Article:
Bush Pushes Big Change in State of Union
President Bush delivered the first State of the Union address of his second term on Wednesday night, focusing a good deal of his attention on Social Security, which he says is facing insolvency.
"We must make Social Security permanently sound, not leave that task for another day," Bush told Congress – eliciting a mixed response in the hall, including loud, audible grumbles.
"He's saying we've got to take more money out of Social Security to start private accounts and borrow the money. I just think it's very unwise," said North Dakota Democratic Senator Kent Conrad, whose state the president plans to visit on a two-day swing through four states with Democratic senators.
In his 53-minute speech, the president also discussed Iraq, saying he will refuse to retreat from there until Iraqi forces can take over for the American military and fight the insurgents.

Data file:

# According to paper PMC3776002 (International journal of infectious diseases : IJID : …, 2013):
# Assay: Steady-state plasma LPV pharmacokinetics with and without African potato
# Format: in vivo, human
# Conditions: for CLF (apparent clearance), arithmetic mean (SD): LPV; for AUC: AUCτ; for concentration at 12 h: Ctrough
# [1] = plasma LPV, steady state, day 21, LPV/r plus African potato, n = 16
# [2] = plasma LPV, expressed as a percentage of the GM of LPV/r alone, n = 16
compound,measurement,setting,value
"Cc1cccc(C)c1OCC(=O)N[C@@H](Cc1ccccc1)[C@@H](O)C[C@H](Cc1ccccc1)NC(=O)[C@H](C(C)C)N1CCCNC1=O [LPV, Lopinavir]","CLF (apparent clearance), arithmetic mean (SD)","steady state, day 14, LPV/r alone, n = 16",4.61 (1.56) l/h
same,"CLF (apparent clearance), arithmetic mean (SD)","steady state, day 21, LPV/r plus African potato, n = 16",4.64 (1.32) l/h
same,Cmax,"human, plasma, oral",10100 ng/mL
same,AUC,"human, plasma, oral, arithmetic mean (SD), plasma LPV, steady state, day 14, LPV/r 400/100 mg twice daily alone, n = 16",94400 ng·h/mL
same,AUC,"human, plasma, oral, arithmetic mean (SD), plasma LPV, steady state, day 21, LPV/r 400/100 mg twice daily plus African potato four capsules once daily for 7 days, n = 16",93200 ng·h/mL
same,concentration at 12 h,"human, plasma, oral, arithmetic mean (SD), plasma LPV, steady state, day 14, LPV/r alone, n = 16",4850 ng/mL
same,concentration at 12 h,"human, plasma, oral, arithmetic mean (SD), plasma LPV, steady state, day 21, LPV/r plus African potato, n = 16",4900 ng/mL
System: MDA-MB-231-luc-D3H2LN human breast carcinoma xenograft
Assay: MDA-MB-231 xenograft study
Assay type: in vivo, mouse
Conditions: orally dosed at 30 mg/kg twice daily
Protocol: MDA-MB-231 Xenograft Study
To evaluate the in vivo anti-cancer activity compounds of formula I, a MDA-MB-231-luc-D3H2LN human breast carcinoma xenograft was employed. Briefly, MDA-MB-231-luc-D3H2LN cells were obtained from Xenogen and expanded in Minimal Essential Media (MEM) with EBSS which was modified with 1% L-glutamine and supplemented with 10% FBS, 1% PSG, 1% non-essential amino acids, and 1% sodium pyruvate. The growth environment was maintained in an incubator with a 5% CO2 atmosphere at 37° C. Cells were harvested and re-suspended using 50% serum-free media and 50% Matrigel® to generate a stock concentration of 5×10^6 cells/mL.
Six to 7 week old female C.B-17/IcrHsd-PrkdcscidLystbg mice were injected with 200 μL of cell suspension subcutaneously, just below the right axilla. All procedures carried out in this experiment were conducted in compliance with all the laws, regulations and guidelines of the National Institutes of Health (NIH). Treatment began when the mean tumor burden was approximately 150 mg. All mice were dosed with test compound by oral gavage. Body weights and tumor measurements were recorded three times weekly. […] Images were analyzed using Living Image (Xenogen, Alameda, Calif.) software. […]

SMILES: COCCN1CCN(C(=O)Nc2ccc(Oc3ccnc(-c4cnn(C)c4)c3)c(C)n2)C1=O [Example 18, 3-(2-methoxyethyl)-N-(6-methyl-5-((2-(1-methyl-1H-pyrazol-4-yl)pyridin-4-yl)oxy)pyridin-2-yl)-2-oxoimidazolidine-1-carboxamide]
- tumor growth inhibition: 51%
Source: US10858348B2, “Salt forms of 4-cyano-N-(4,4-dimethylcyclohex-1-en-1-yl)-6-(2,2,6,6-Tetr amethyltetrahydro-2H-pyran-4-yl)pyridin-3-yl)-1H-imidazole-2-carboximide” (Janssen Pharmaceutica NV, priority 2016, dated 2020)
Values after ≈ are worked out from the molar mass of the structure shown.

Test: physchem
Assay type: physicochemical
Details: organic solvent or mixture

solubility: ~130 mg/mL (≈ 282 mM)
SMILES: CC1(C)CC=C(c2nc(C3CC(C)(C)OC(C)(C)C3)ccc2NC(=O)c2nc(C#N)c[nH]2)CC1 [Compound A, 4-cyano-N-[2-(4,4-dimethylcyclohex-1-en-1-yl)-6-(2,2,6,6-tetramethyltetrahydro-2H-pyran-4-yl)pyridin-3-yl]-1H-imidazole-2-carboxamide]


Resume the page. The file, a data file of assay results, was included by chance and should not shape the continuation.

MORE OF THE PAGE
Acknowledging a proposal made by his election opponent, Massachusetts Democratic Senator John Kerry – whom Bush introduced in the hall – the president said he wishes to increase the benefit for soldiers killed in action by 20 times its current level, to $250,000.
So far, more than 1,400 American forces have died there. The president said there will be no timetable for U.S. withdrawal, because the troops will leave only when their mission is accomplished. This, too, sparked criticism.
Despite the philosophical and political divisions in the hall, Janet and Bill Norwood, the parents of Marine Sgt. Byron Norwood of Pflugerville, Texas, who was killed in the assault of Fallujah, received sustained applause when introduced by the president. Then, in an emotional moment, Mrs. Norwood and Safia Taleb al-Suhail, leader of the Iraqi Women's Political Council, held each other in a long embrace.
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